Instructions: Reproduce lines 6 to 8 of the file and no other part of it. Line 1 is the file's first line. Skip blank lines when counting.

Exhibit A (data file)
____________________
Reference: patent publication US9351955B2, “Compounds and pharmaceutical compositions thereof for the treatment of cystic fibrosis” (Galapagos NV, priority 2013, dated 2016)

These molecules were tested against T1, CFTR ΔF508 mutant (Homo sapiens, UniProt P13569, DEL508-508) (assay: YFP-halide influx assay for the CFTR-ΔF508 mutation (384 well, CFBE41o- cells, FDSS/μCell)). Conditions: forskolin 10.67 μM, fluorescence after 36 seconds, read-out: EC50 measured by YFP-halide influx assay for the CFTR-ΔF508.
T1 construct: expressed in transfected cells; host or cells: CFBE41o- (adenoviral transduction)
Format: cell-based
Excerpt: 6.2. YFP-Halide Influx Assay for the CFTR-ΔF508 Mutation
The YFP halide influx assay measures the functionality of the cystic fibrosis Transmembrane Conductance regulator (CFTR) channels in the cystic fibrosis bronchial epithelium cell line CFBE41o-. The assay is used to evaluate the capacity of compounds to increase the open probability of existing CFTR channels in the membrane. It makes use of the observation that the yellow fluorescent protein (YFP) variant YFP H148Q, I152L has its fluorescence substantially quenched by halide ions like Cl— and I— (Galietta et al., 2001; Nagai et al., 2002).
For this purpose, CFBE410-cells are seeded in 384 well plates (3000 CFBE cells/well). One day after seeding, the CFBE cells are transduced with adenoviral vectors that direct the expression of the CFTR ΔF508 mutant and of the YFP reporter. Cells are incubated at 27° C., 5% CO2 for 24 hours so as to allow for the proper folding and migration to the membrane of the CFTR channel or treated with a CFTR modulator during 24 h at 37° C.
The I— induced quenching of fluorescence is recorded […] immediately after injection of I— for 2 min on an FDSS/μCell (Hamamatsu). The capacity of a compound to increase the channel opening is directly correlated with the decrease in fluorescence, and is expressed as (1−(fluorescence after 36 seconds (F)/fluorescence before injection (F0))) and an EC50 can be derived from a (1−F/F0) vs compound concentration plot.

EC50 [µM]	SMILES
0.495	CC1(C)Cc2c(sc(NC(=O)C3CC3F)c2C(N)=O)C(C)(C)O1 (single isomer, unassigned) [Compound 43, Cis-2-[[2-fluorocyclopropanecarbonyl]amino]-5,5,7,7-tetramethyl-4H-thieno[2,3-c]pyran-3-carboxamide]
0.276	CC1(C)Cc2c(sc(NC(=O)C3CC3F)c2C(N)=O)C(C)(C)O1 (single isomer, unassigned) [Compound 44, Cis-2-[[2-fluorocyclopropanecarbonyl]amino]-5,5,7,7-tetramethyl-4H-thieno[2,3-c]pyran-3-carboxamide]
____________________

The YFP halide influx assay measures the functionality of the cystic fibrosis Transmembrane Conductance regulator (CFTR) channels in the cystic fibrosis bronchial epithelium cell line CFBE41o-. The assay is used to evaluate the capacity of compounds to increase the open probability of existing CFTR channels in the membrane. It makes use of the observation that the yellow fluorescent protein (YFP) variant YFP H148Q, I152L has its fluorescence substantially quenched by halide ions like Cl— and I— (Galietta et al., 2001; Nagai et al., 2002).
For this purpose, CFBE410-cells are seeded in 384 well plates (3000 CFBE cells/well). One day after seeding, the CFBE cells are transduced with adenoviral vectors that direct the expression of the CFTR ΔF508 mutant and of the YFP reporter. Cells are incubated at 27° C., 5% CO2 for 24 hours so as to allow for the proper folding and migration to the membrane of the CFTR channel or treated with a CFTR modulator during 24 h at 37° C.
The I— induced quenching of fluorescence is recorded […] immediately after injection of I— for 2 min on an FDSS/μCell (Hamamatsu). The capacity of a compound to increase the channel opening is directly correlated with the decrease in fluorescence, and is expressed as (1−(fluorescence after 36 seconds (F)/fluorescence before injection (F0))) and an EC50 can be derived from a (1−F/F0) vs compound concentration plot.